It's Not Just You: Euro Cities Are Looking Eeerily Familiar

New book 'Familiar' by Luca Picardi looks at how new developments in different cities are becoming formulaic echoes of each other.
October 18, 2016, 2:05pm
From 'Familiar' by Luca Picardi

Ever walked around the newer parts of a city and thought it all sort of looked weirdly familiar? Like you'd seen it all before in another city or country, or some variation of it? This homogeneous generation of urban sites is documented in Familiar, a new book by strategic designer Luca Picardi. In the book, Picardi looks at "patterns of mimicry in urban regeneration projects" across Europe.

From newly built blocks of flats in London to plaza squares in Stockholm, Picardi archives what he calls "the age of the familiar." Renders, architecture, even the marketing jargon and placemaking methods, the book is a record of how uniform these strategies can turn out to be.

Familiar by Luca Picardi. Image courtesy of Picardi

The idea for it was born on a walk. Picardi was documenting the cities for his residency at the British Council for Helsinki Design Week. "I found the experience of wandering around Helsinki’s new neighborhoods Jatkasaari and Kalasatama in Helsinki eerily familiar to exploring some of London’s latest regenerated areas such as Nine Elms and Kings Cross." Picardi tells The Creators Project. "This triggered an urge to understand the extent of which developers are duplicating swaths of cities on a larger scale. Eventually the scope of the study spanned London, Stockholm, Copenhagen, Hamburg, Oslo, and Helsinki."

Familiar by Luca Picardi. Image courtesy of Picardi.

These 21st century cookie-cutters, of course, were explored first in a typically 21st century way. Picardi browsed developments on Google Earth to grasp their geography and topology, and strolled amidst them virtually on Google Street View. He then looked at and analyzed online open-source data and stats for new developments, used pattern-recognition to explore renders, blueprints, geotagged images, planning programs, and marketing brochures. "This sampling and re-framing of existing material became the shape of the design output itself, so the project’s process was actually a form of imitation of the subject matter," Picardi explains. "The result is not a production of new work but the presentation of a familiar reality."

Familiar by Luca Picardi. Image courtesy of Picardi

It's difficult to know whether this familiarity comes from a purely economic desire to save money, a symptom of local planning not wanting to offend, or something more. Picardi ponders whether it's the result of a "highly idealized, hyper-efficient, master-planned approach to architecture" causing buildings to "no longer feel individually imagined by architects but fragments of larger systems."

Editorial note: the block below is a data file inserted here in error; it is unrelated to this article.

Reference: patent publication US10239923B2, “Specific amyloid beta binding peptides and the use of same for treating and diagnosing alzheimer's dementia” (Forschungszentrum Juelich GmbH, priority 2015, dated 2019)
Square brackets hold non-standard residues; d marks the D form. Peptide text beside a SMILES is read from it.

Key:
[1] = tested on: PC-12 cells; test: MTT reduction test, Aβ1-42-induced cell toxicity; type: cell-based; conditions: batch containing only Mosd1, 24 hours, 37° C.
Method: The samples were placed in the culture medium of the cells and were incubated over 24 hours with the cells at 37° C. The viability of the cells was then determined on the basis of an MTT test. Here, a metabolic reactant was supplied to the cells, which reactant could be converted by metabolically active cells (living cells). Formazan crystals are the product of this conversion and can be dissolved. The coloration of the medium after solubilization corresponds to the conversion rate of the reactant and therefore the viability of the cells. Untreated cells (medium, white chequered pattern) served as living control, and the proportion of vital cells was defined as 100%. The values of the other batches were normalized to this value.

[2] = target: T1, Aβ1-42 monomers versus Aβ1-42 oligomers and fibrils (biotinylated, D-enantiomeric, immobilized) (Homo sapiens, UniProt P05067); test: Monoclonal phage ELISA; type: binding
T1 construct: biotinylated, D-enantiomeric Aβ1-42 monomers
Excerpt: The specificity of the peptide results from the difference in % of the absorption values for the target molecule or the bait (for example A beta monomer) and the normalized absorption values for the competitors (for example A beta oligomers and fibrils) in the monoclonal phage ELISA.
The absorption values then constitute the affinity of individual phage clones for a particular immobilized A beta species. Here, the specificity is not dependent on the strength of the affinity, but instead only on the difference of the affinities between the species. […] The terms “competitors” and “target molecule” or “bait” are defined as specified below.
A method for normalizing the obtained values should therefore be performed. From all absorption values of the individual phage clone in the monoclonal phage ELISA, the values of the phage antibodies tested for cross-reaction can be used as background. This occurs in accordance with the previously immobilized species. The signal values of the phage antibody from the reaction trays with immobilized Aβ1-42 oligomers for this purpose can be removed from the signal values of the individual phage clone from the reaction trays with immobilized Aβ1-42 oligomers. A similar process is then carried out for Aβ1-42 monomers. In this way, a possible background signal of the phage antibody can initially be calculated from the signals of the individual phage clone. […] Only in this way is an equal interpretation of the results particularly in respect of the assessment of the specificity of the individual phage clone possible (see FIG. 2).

The deeper you go, in fact, the more of this similarity can be found, from the plazas to the grid layouts of the flats, their interiors, and the marketing copy. "The result of this form of replication across cities is the wholesale denial of the very idea of locality," says Picardi. "Regenerated areas become separate, exclusive enclaves no longer interwoven with the city fabric and local built environment. Walking through Jatkasaari in Helsinki is almost an extension of strolling through Nine Elms. How are these developments collectively shaping the experience of the city? What are the effects on our modes of thinking and feeling?"

Familiar by Luca Picardi. Image courtesy of Picardi

Cities with buildings that look the same is nothing new, Picardi notes. Catholicism and the church bred familiar architecture, like the Hanseatic League in the Baltics, who from the 15th to 19th centuries established trading hubs for merchants and guilds that replicated and spread through cities across Europe. Kindred factories and ports emerged from industrialization, too. What Picardi recognizes may be the latest strain. He likens the industrial "non-places" he chose to study, places which have deteriorated and decayed causing them to be earmarked for development, to the commercial centers of the Hanseatic League. As the League caused enclaves to spring up within cities, so now are cities sprouting interchangeable neighborhoods.

But these aren't built for trade, and the effect of all this homogenized, sanitized designing, these "replicated aesthetics," is a further detachment from our cities. We become lost, not in the good sense of roaming anonymously through the hustle and bustle, but just in the sense that we feel indifferent and disconnected from our environment, adrift in the sterile familiarity, left absent and detached by its urban preciousness.

Familiar by Luca Picardi. Image courtesy of Picardi.

So is there any hope that these antiseptic developments can get some individuality back, some of the charm that we associate with, say, Stockholm's Gamla stan, or an ounce of the afterdark charisma of the nightclubs once housed in the old Victorian warehouses and railway arches that the Kings Cross redevelopment replaced? Are they doomed by their regulated and cloned design patterns, or might history look back at them more kindly, like we do now at Brutalism or Post Modern buildings we once derided?

"Quite possibly, yes," opines Picardi. "These large-scale regeneration projects are still in their embryonic phases. Many of them are ongoing construction sites. Perhaps in time they will be perceived positively and hopefully become more dynamic through the way that people negotiate the space."

Familiar by Luca Picardi. Image courtesy of Picardi.

Learn more about Familiar and Luca Picardi's other work on his website.


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